In our post “Summer Reading With Literacy Mid-South,” we discussed a phenomenon called Summer Slide. Here’s its basic premise: students who don’t engage in educational opportunities during summer vacation risk losing some of the academic gains that they made during the school year. An active summer with reading and literacy focused activities can assist students in retaining key reading abilities, and in some cases, can even help to address the achievement gap. For the past year, Literacy Mid-South has been building and implementing a summer reading program in collaboration with several community partners from all over Memphis. The summer reading program is currently serving thousands of children, providing them with books and reading instruction throughout their summer vacation.
In order to reach over 3000 students and serve 30 organizations, AmeriCorps VISTA provided Literacy Mid-South with 20 Summer Associates who are committed to the cause. The VISTA members were trained, and provided with the skills they needed to help attack this issue. These AmeriCorps VISTA Summer Associates are Mid-Southerners dedicated not only to improving summer reading, but also to impressing upon the community the importance of literacy. Each Summer Associate works at a different community partner’s site, and performs reading pre- and post-assessments, serves as a point of contact between the community partner and Literacy Mid-South, and helps to deepen the community partner’s understanding of the importance of ongoing literacy skills training.
Esther Kang, an AmeriCorps VISTA Summer Associate serving at W. H. Brewster Elementary School, thinks that this program is very necessary. During her time there, Esther has gotten to know Memphis a little bit better, and also has gained a deeper understanding of the need for reading intervention. She’s found the work at her site “refreshing, frustrating, and challenging,” but says that it’s a great program. Esther’s most impactful moment was working with a student who read at a significantly lower level than he needed to for school.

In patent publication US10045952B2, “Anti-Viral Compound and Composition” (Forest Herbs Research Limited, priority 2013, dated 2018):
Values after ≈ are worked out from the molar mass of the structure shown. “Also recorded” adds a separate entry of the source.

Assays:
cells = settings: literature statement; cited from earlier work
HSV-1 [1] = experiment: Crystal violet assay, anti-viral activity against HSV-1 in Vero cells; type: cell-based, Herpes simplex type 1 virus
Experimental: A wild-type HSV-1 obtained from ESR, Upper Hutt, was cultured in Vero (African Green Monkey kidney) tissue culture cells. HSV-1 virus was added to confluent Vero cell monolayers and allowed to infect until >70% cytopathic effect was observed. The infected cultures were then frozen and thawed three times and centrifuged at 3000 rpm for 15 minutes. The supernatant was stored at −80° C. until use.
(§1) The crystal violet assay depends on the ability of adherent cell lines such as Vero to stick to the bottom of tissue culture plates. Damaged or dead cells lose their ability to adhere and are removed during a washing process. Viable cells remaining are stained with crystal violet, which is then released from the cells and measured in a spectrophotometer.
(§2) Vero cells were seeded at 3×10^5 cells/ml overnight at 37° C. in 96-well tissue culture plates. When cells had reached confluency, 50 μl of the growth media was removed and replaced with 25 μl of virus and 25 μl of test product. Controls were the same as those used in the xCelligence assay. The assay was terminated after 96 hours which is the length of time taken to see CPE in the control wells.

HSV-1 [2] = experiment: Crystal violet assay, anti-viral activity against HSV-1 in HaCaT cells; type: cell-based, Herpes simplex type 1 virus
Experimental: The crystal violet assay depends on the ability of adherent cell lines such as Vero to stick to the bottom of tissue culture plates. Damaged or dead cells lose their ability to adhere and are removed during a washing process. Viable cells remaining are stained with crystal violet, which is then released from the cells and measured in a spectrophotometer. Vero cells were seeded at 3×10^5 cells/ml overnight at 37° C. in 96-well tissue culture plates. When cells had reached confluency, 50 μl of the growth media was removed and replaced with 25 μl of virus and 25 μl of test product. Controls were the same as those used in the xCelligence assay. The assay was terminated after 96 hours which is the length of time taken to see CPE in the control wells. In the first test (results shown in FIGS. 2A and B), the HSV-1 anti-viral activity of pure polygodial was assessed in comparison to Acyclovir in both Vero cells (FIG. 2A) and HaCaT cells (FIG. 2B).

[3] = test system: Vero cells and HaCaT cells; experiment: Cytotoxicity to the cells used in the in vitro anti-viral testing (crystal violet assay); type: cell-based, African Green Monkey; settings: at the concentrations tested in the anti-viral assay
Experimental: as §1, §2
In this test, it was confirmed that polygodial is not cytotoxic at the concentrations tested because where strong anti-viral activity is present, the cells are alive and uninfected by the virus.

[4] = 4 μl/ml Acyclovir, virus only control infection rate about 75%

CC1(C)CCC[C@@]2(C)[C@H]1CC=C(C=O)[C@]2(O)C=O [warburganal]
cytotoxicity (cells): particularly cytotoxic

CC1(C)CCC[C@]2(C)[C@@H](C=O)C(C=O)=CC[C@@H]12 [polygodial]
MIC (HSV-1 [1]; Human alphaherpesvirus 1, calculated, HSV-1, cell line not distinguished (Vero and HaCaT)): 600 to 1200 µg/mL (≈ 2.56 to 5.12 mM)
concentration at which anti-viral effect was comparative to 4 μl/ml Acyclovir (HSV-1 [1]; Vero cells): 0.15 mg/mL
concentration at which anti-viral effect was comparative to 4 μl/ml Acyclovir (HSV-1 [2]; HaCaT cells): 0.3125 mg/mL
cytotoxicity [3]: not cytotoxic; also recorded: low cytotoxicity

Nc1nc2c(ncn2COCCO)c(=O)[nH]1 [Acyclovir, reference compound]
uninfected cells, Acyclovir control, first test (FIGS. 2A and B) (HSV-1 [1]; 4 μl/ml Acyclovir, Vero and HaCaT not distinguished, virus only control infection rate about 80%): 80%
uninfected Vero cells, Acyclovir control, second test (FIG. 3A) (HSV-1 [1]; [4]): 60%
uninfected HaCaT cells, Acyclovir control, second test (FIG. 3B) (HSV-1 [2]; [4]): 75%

“He was just so grateful for the attention and positive reinforcement,” Esther said. “And it’s helped his self-esteem and changed his perspective of reading and learning.”
Rodney Frison is a Human Services Major at the University of Memphis, and serves at the YMCA Davis site housed at Riverside Missionary Baptist Church. Rodney does not have a background in education, and this was actually his first time working with children in this type of program.
“Now, I can definitely see the need for literacy services,” Rodney said. His time as an AmeriCorps VISTA Summer Associate has taught him more about the power of networking and taking a collaborative approach to solving community issues. And for Rodney, the most powerful collaboration that he’s seen is with parents. “We’re establishing reading as an at-home thing too.”
Alexandria Wallace, a Music Education major at the Universty of Memphis and Summer Associate at Knowledge Quest, was initially nervous about starting work in an area of the city so different from where she’d grown up. She was suprised at how engaged the entire community, particularly the parents and children, was in her work.
Serving as an AmeriCorps VISTA Summer Associate with the Literacy Mid-South summer reading program has affected Alexandria’s career goals. She’s thinking about the impact that education can have on children, and is perhaps considering a change of major.
“Now that I see how much these kids need a fantastic education, I want to help.”